Egypt says it killed 13 'extremists' in Sinai airstrikes

Story highlights

  • Airstrikes struck four homes in Egypt's Sinai peninsula, military says
  • Military alleges those killed were "extremists" loyal to Muslim Brotherhood
Egypt's military launched airstrikes in the country's Sinai peninsula, killing 13 people who the military called "extremists" loyal to the Islamist group Muslim Brotherhood, state media reported.
The Thursday night strikes hit four homes in the northern Sinai, state media reported Friday, citing military spokesman Col. Ahmed Mohammed Ali.
Details about what led to the attacks weren't immediately available. The strikes follow at least two recent deadly incidents on the peninsula.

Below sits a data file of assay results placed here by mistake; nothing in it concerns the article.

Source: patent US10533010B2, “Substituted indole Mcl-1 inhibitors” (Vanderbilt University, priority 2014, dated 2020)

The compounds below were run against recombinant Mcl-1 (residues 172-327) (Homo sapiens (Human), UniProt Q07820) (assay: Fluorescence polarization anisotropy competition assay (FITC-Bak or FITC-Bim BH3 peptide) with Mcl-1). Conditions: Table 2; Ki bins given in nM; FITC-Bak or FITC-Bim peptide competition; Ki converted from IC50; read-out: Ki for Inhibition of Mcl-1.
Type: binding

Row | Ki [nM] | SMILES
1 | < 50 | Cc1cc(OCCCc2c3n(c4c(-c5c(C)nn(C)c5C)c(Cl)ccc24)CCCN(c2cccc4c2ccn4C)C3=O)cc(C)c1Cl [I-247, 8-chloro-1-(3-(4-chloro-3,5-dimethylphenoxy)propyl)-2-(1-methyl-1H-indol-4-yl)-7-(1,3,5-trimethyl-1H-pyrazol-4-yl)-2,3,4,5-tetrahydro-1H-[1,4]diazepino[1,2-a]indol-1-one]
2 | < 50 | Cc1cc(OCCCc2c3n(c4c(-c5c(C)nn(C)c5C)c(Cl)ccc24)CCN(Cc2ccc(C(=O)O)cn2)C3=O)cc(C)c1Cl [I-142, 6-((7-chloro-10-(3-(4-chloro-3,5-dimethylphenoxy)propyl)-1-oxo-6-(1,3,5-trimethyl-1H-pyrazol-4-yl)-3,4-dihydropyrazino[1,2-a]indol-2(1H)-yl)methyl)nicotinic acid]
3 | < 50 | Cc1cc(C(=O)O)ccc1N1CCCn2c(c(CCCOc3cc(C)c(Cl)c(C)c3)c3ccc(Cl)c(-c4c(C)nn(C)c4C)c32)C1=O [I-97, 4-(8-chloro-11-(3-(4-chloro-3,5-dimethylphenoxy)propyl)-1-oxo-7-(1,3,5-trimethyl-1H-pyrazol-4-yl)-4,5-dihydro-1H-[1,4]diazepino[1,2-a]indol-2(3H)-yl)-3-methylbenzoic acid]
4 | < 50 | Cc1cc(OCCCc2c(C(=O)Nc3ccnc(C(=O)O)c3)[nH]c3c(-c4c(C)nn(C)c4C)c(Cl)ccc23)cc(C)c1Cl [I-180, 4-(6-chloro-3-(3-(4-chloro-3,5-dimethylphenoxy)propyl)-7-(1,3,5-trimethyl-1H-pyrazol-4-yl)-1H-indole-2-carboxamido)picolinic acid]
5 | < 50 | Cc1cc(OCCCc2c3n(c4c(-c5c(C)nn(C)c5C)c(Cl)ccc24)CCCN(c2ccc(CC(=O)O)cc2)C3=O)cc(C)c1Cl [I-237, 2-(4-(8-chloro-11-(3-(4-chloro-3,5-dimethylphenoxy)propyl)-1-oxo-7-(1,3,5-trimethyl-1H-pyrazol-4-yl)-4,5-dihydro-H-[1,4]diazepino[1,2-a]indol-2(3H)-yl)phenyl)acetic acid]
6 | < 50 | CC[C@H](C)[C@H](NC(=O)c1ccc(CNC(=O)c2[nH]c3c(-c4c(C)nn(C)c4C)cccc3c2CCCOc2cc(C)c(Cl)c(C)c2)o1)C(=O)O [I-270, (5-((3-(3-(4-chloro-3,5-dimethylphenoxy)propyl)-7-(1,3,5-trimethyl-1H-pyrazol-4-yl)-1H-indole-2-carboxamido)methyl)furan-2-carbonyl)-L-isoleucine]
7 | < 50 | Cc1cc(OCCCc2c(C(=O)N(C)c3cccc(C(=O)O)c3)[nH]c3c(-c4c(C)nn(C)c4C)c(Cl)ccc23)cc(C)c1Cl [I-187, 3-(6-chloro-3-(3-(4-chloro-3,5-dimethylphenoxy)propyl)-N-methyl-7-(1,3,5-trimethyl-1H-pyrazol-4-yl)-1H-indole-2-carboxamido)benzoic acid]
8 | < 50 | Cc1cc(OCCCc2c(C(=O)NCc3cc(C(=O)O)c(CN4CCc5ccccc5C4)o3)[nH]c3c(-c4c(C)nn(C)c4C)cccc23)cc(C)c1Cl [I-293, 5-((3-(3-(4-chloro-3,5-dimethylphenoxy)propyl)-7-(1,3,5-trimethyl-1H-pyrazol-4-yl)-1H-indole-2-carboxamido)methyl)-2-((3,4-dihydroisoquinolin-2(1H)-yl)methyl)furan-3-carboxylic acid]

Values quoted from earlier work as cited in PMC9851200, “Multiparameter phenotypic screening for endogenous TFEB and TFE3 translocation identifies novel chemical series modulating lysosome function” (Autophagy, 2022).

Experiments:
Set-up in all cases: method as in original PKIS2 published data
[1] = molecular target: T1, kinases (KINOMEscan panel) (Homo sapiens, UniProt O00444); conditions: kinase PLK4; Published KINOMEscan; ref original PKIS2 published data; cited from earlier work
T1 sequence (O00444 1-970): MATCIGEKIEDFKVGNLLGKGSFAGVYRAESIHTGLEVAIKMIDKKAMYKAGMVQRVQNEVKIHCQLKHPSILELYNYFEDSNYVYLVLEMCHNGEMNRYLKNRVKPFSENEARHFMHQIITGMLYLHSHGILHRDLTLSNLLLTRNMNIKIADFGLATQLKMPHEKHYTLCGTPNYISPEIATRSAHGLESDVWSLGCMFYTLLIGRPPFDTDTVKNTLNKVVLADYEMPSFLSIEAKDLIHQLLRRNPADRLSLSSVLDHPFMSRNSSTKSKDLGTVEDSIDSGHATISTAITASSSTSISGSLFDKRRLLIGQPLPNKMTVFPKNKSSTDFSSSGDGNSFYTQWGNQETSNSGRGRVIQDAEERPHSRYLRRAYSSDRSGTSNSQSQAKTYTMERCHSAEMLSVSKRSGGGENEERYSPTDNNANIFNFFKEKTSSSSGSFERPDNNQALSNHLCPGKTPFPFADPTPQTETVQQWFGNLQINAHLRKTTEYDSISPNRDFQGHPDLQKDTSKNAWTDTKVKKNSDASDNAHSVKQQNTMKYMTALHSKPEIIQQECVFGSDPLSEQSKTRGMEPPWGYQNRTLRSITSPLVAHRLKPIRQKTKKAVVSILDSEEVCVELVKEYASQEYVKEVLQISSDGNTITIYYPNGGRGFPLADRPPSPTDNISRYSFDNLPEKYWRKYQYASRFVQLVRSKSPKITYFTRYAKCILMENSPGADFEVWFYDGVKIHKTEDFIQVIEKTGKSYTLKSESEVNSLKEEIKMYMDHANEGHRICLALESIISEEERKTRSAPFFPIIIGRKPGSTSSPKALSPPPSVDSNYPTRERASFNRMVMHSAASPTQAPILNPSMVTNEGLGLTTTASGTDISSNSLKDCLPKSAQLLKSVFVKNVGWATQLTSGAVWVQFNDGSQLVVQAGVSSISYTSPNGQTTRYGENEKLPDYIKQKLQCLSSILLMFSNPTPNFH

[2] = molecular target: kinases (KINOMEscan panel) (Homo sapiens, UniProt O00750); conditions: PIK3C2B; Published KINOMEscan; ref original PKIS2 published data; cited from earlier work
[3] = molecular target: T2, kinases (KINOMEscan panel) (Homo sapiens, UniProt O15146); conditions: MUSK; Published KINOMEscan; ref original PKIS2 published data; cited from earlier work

On January 25, an Egyptian military helicopter crashed in the Sinai, killing five crew members.
The military, which said the crew was targeting militants, did not comment on what caused the crash. The organization Ansar Bayt al-Maqdis, which the United States has designated a terrorist group, claimed responsibility on several al Qaeda-linked websites.
The next day, unknown armed men attacked a bus carrying Egyptian soldiers, killing three troops and wounding 11 others, the state-run Middle East News Agency reported, citing a military official.
Egypt's interim military-backed government has blamed the Muslim Brotherhood for many bomb attacks and shootings that have taken place in recent months.
There was no immediate comment about Thursday's airstrikes from the Muslim Brotherhood, which has publicly denounced violence and called for a peaceful revolution against the government.
The government banned activies by the Muslim Brotherhood months after the military's July coup that toppled then-President Mohamed Morsy, a former Muslim Brotherhood leader.
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